January 25, 2013 / 7:22 PM / 6 years ago

SEC taps criminal investigator as top watchdog

WASHINGTON (Reuters) - The Securities and Exchange Commission has selected a criminal investigator as its top internal watchdog, one day after President Barack Obama tapped a former criminal prosecutor as chairman of the agency.

A sign for the Securities and Exchange Commission (SEC) is pictured in the foyer of the Fort Worth Regional Office in Fort Worth, Texas June 28, 2012. REUTERS/Mike Stone

The SEC has offered the job of inspector general to Capitol Police Inspector General Carl W. Hoecker, two people familiar with the matter told Reuters. One of those people said Hoecker accepted the offer.

The people spoke on the condition of anonymity because the hiring decision is not yet public.

Both Hoecker and an SEC spokesman declined to comment.

Hoecker will replace Jon Rymer, the Federal Deposit Insurance Corp’s inspector general who has temporarily served as the SEC’s inspector general while commissioners searched for a permanent replacement.

The selection was reported earlier on Friday by Bloomberg.

He joins the agency just as it gears up to welcome former U.S. Attorney Mary Jo White, who is expected to easily win Senate confirmation.

The SEC’s decision to hire Hoecker signals a major change from past practices for inspectors general, a position that came under scrutiny over the past few years when David Kotz served in the top spot.

Considered an activist inspector general, Kotz raised the profile of the office by probing everything from the SEC’s failure to catch epic Ponzi schemer Bernard Madoff to bungled SEC contracts and staff viewing pornography at work.

His aggressive tactics also made him many enemies. At least two SEC staffers filed formal complaints against him with a council that oversees inspectors general, alleging he did not offer the targets of his probes due process and created a culture of fear at the agency.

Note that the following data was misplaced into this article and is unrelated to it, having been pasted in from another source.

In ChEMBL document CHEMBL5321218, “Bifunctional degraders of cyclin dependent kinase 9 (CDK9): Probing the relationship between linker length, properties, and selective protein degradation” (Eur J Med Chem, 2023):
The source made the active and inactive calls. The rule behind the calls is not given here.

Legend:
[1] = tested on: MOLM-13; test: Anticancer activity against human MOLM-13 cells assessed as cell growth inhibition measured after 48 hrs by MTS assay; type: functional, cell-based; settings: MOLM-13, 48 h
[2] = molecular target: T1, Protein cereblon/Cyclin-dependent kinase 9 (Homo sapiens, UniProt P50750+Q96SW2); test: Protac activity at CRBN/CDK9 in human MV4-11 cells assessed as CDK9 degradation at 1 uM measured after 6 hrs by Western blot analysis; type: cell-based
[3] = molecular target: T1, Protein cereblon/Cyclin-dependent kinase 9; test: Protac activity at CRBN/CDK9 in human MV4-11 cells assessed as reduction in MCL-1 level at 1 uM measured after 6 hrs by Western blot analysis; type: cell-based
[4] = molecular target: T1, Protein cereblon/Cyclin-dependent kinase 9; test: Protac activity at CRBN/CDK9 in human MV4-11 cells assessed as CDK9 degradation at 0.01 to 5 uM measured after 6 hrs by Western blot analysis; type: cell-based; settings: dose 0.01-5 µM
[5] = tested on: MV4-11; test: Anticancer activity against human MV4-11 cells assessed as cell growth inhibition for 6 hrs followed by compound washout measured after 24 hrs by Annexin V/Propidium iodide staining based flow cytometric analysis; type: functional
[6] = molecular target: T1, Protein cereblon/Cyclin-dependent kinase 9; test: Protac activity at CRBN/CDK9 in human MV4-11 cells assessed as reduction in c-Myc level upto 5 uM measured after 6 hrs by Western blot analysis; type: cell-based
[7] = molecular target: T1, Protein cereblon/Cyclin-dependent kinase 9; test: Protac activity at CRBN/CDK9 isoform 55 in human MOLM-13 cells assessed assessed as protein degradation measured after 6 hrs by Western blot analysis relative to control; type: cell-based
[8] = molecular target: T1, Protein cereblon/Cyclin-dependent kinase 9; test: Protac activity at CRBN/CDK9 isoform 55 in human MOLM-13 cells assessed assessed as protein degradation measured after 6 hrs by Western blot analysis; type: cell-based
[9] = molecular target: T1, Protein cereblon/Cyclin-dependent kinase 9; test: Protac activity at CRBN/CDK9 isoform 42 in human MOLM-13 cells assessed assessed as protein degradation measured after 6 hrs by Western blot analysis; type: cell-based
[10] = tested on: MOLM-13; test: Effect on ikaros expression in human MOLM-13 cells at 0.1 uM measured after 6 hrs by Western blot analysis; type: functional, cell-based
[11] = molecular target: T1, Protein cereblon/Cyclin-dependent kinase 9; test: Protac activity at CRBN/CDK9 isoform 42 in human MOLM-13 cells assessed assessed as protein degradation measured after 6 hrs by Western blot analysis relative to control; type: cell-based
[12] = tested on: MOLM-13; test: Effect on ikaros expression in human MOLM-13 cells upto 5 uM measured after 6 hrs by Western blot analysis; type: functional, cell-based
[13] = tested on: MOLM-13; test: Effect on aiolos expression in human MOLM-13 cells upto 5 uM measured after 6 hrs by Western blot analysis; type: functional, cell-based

In previous interviews with Reuters, Kotz denied all of the allegations made against him.

He left the SEC about a year ago amid an ethics scandal and potential conflicts of interest reported by Bloomberg.

Rymer was installed in May last year to help restore order after the office experienced a separate scandal involving former assistant inspector general for investigations David Weber.

Weber was placed on leave last spring after some employees complained he spoke openly about wanting to carry a gun at work.

Weber was later fired and sued the SEC in November alleging he was wrongfully terminated and retaliated against for trying to investigate and shed light on a variety of misconduct at the agency.

The SEC has vowed to vigorously contest the lawsuit.


Hoecker, who has served as the inspector general of the Capitol Police since 2006, has more than 30 years experience as a criminal investigator and is also a certified public accountant and fraud examiner.

He has also been a U.S. military policeman, a special agent in the Army Criminal Investigations Command, a criminal investigator of the U.S. Information Agency and a deputy inspector general for investigations at the Treasury Office of the Inspector General.

As inspector general, Hoecker will be tasked with rooting out waste, fraud and abuse at the SEC.

The workload in the office is divided between routine audits of SEC programs and investigations into potential wrongdoing.

Hoecker also has experience pushing for proper oversight of the work of inspectors general, as the current chairman of the investigations committee of the Council of the Inspectors General on Integrity and Efficiency, or CIGIE.

CIGIE has various committees that oversee peer reviews of other watchdogs’ audits and investigations.

Allison Lerner, the National Science Foundation’s inspector general who serves on the investigations committee with Hoecker, said he is a solid choice for the SEC.

“I believe his skills as an investigator and a CPA will combine to make him an outstanding inspector general at the Securities and Exchange Commission,” she said.

Reporting By Sarah N. Lynch.; Editing by John Wallace, Phil Berlowitz and Andre Grenon

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